Bike Issue

Surfing Pavement: A conversation with NBX owner Matt Bodziony about why we bike

It’s Just a Hill winter bike league ride. (Photo: NBX)

It rained the night before, the roads are slick with water. The smell of fresh earth lingers in the morning air and the grass is bright green with spring’s first touches. With the absence of traffic, the sound of the ocean rushing against the rocky coast is deafening. A group of early morning bikers meet at Narragansett Sea Wall, exchanging bleary greetings while they wait for their coffee to kick in. As the sun begins to turn the grey sky pink, they each throw a spandex-clad leg over their bike seats and take off. The world suddenly softens and the only sound is their breath and the rubber wheels spinning water off pavement. Matt Bodziony is in the middle of the pack of cyclists. He smiles to himself, relishing the chill of the ocean air against his face as he zooms under the Narragansett towers. He looks around at his riding group, the smiles on their faces, and thinks, “Ride for the fun of it.”

Bodziony has always repaired and rode bikes, dreaming of one day owning his own bike store. When his friend, the owner of Narragansett Bikes (NBX), decided to sell in 2007, he jumped at the chance. The original store was a modest 900 square feet, and Bodziony reflects that the business soon outgrew the store, saying, “The space exploded. Within two years we were spending most of the time in the parking lot, selling bikes under tents.”

NBX strives to create a lifelong love between the cyclist and their bicycle. Bodziony is adamant that their success in doing so is owed to, “Being in such a great community. I think at NBX we are good listeners, and that is an important part of understanding why people want to bicycle.” There is a therapeutic element to cycling that takes you away from yourself, your ego, your obligations, and grounds you in the present. Bodziony refers to this as, “Bringing us back to when we were kids. Biking is this sense of freedom, self-motivation, independence. It is a great way to get away from life.”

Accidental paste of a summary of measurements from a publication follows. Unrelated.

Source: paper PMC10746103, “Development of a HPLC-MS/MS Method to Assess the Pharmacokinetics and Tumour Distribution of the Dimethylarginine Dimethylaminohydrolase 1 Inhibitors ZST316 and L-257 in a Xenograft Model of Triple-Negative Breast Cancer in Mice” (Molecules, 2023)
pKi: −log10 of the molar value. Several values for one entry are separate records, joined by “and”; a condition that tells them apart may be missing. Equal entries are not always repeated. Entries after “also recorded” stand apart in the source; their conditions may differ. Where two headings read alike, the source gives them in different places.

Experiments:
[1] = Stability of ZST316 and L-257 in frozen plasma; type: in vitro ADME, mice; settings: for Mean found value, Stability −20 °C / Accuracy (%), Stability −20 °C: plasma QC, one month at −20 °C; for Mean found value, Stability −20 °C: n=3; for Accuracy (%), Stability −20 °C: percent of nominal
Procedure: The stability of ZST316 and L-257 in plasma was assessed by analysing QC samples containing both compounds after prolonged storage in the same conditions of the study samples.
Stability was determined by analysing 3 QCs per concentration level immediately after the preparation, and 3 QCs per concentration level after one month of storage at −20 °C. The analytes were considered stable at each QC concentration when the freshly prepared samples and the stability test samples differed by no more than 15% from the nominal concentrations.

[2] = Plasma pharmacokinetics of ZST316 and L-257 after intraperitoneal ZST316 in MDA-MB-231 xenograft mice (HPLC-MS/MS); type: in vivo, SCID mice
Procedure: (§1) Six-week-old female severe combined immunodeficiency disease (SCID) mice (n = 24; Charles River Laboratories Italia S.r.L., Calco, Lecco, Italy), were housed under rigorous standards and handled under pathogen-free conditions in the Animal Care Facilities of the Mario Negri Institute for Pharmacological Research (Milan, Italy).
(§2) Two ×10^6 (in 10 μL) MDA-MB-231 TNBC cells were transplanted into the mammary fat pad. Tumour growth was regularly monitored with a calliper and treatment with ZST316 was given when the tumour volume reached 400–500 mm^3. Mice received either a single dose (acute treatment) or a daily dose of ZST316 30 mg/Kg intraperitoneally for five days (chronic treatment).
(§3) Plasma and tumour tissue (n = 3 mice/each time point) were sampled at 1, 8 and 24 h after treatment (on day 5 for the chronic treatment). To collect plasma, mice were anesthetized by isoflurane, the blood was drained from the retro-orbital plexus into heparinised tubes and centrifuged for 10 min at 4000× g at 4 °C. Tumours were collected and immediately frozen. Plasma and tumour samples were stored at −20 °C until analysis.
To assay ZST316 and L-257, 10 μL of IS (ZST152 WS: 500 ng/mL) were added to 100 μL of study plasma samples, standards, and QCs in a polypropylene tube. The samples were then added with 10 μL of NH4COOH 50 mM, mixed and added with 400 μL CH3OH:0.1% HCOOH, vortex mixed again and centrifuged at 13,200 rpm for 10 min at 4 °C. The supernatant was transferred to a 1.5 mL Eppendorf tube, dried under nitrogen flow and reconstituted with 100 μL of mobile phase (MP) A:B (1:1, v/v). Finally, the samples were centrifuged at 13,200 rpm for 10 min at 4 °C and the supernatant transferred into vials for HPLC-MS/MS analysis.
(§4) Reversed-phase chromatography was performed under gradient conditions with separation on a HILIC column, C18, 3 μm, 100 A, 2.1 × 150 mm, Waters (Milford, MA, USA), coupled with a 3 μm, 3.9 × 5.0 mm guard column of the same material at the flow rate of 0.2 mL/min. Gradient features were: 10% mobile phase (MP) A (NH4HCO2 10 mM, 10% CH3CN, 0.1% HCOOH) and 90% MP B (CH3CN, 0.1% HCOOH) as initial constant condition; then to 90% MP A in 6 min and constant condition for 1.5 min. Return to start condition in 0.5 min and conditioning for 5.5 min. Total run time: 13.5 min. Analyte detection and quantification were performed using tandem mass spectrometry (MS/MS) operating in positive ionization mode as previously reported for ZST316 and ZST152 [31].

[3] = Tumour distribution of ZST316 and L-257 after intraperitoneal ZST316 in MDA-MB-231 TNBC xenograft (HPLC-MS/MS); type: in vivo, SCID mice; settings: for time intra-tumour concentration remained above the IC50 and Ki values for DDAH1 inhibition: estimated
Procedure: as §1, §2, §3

Photo via @nbx_bikes on IG.

Bodziony believes that biking is a way to neutralize differences and connect on a shared level. “So many things are polarizing in our society, from politics to economics to geography, but when you’re biking in a group ride it is this opportunity to be around a whole bunch of people who participate,” he explains.

NBX doesn’t only sell bikes, it also offers group ride sessions and yoga classes. Having this type of variety prevents people from overdoing it. Bodziony comments that, “You can saturate yourself into a sport that then becomes one-dimensional. If you find a couple of things you enjoy, it makes you want to do the thing you really love a whole lot more.” If it’s not a great day to ride the bike, you can take a yoga class, so that your muscles and brain have time to relax.

People love riding bikes; it’s fun and functional — whether as a leisure activity, exercise, or means of transportation. This was especially apparent during COVID, when everyone was desperate for socially distanced outdoor activities. Bodziony observes that, “The bicycle has always done well when things aren’t good in life.” But now that the need for the bicycle isn’t as demanding, Bodziony still hopes that people will continue visiting his store and indulging in the art of cycling, especially if they have already bought a bicycle. Come in for a repair, and continue a lifelong love of cycling that will stand the test of time and wear.

For more information on NBX, visit